Jewish Sites in Shanghai(4) Exhibition Hall, onee Hardoon Gardens

To the local Shanghainese, Sir Silas Hardoon remains the most famous foreigner in old Shanghai. He was considered among the richest people in Shanghai and it is rumored that he was forced to pay for the paving of Naming East Road because of his wealth and ownership of 40% of the buildings on the street. Although he built Beth Aharon after a dream, he was not known for having close ties with the Jewish community and even married a Eurasian woman. They adopted over 20 orphans and built Japanese and Chinese gardens on their huge estate right in the middle of town. The whole complex, now known as the Shanghai Exhibition Center (across from the Portman Ritz-Canton and originally called the Chinese-Soviet Union Friendship Hall), was his residence. Old Shanghainese still know it as Hardoon Gardens. The street immediately to its west (Tongren Road) was once called Hardoon Road.

(5) Kadoorie, Abraham, Hayim, Moses, and Ezras

Some of these homes are not easily accessible anymore because of walls or for reasons of ownership. Sir Horace Kadoorie was one of three richest in the community (with Hardoon and Sassoon) and he built a magnificent Marble Hall as his residence. It still stands Today, now across from the Equitorial Hotel (near the Hilton Hotel). You can probably sneak a peak without an appointment as it is used as the city's "Childrens's Palace" for youth extracurricular activities. The Ezra House on Huai Hat Road (originally Avenue Joffre) is also quite impressive, but it is currently an army compound and you can only see it from the street. The Ezras were among the first Zionists in Shanghai and started Israel's Messenger in 1904. D.E.J. Abraham was the president of the Sephardic Community for many years and his huge mansion was the place of Shabbat football (soccer) matches during the 1930s. It is also occupied by the army and hard to see. The Hayim house was behind it. The Moses house on Huashan Road was very close to the British School and is now part of the East China Hospital.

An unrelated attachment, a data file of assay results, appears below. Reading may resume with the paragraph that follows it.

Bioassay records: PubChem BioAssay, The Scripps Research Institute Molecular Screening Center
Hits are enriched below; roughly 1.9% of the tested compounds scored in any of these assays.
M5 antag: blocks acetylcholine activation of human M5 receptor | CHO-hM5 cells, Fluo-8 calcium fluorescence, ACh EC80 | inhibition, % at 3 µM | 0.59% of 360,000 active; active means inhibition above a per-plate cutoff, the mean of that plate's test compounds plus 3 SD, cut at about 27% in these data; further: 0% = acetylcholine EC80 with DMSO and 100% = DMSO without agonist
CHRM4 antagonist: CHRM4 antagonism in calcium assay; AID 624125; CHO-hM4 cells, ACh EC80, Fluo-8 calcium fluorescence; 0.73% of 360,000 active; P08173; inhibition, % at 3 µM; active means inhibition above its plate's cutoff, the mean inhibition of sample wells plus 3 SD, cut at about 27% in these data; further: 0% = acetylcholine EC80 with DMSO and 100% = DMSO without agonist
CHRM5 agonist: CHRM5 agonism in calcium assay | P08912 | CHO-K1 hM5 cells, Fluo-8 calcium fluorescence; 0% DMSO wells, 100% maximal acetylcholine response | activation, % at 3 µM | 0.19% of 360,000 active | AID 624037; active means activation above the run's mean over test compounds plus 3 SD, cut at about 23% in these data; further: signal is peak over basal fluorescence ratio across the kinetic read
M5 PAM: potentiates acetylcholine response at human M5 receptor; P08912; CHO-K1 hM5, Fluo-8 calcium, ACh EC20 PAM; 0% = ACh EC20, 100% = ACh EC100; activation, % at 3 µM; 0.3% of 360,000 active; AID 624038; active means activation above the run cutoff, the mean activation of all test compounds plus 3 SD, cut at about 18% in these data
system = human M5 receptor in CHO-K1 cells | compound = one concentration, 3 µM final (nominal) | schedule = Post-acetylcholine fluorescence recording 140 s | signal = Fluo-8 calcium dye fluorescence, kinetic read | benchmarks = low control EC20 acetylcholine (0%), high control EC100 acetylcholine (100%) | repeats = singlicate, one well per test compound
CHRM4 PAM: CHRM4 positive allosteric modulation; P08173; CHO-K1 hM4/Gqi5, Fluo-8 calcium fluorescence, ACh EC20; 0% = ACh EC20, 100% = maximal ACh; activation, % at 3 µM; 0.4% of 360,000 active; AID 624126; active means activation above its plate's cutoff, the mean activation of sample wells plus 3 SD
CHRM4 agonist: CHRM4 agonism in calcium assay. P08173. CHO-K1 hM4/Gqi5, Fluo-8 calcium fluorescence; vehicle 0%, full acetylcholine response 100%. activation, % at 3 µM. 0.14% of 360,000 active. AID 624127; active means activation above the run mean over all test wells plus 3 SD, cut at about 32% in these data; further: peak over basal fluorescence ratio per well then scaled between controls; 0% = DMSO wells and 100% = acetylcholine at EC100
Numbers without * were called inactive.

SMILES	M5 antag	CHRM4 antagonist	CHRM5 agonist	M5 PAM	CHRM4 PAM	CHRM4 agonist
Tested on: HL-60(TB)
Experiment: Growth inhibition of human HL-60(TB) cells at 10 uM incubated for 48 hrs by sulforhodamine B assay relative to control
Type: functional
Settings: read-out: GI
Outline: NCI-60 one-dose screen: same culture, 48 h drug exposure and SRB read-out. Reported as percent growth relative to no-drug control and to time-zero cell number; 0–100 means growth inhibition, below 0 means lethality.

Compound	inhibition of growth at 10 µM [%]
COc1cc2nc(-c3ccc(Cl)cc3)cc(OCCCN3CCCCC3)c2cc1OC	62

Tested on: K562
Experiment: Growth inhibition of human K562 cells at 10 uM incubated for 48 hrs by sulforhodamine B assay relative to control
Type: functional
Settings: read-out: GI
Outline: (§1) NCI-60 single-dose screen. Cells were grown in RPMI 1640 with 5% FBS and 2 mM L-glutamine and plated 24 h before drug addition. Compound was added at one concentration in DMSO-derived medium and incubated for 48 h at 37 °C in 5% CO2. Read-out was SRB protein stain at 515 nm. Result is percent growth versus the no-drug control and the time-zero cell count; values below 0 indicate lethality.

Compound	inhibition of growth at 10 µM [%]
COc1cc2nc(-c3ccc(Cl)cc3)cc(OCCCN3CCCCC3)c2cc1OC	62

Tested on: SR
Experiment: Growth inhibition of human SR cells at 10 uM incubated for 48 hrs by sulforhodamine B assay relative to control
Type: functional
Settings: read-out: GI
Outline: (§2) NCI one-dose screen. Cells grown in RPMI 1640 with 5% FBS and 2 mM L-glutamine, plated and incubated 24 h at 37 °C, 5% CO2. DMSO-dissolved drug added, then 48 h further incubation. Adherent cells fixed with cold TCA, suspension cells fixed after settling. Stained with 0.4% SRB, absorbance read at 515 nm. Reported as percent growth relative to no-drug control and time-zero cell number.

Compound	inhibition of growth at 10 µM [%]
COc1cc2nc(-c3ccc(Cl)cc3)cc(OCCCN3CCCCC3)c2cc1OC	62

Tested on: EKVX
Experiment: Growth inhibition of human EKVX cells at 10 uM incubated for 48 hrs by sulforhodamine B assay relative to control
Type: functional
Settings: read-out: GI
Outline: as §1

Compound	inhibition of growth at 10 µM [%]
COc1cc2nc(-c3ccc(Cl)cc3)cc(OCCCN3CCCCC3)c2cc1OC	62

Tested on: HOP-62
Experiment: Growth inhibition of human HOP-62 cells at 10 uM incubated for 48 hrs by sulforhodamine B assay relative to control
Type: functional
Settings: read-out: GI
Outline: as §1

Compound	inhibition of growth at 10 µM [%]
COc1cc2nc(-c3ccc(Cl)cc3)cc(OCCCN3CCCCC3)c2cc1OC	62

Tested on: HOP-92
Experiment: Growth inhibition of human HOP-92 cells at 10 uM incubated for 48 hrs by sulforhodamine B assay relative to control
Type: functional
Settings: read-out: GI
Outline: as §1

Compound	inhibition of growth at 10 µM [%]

Jewish Sites in Shanghai(6) Jewish Club, now Music Conseratory

The Russian Jewish Club eventually became a club for the whole community. Since the Russians were the greatest Zionists in Shanghai, news of the establishment of the state of Israel, including Prime Minister David Ben-Gurion's speech, was read to the community at the Jewish Club in 1948. The site is now used by the Shanghai Music Conservatory. As the Jewish influence on Shanghai's music scene was probably greater than in any other area, this is also a fitting tribute. In fact, Jews from central Europe and Russia trained many who would become the city's leading musicians for decades. Located on Fenyang Road, south of Huai Hat Road.

(7) Jewish Hospital, now Eye-Nose Hospital

The Shanghai Jewish Hospital was originally called the B'nai Brith Polyclinic, and founded in 1934; it adopted its new name in 1942 and was headed by Dr. Max Steiman. Today, the site is the Shanghai Ear, Nose, and Throat (Otolaryngological) Hospital. While not as great as in music, the Jewish influence on medicine was also significant. Jewish German doctors played a large role after their arrival in the late 1930s. Located at 83 Fen Yang Road (formerly rue Pichon).

Jewish Sites in Shanghai(8) Jewish Recreation Club